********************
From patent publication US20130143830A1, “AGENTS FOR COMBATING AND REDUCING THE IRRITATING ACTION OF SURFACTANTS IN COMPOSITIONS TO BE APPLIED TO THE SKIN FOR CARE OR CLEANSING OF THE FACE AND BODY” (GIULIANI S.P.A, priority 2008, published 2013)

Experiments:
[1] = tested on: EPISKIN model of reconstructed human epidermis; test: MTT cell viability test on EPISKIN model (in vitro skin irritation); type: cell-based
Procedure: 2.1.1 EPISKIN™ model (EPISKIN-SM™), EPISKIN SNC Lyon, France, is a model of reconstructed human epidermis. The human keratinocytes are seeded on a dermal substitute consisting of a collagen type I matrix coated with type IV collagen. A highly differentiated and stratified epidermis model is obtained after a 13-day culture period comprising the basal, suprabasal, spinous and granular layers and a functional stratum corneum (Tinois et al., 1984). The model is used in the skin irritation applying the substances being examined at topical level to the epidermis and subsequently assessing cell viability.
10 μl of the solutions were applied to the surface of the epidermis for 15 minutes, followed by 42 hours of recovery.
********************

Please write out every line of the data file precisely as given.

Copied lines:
From patent publication US20130143830A1, “AGENTS FOR COMBATING AND REDUCING THE IRRITATING ACTION OF SURFACTANTS IN COMPOSITIONS TO BE APPLIED TO THE SKIN FOR CARE OR CLEANSING OF THE FACE AND BODY” (GIULIANI S.P.A, priority 2008, published 2013)

Experiments:
[1] = tested on: EPISKIN model of reconstructed human epidermis; test: MTT cell viability test on EPISKIN model (in vitro skin irritation); type: cell-based
Procedure: 2.1.1 EPISKIN™ model (EPISKIN-SM™), EPISKIN SNC Lyon, France, is a model of reconstructed human epidermis. The human keratinocytes are seeded on a dermal substitute consisting of a collagen type I matrix coated with type IV collagen. A highly differentiated and stratified epidermis model is obtained after a 13-day culture period comprising the basal, suprabasal, spinous and granular layers and a functional stratum corneum (Tinois et al., 1984). The model is used in the skin irritation applying the substances being examined at topical level to the epidermis and subsequently assessing cell viability.
10 μl of the solutions were applied to the surface of the epidermis for 15 minutes, followed by 42 hours of recovery.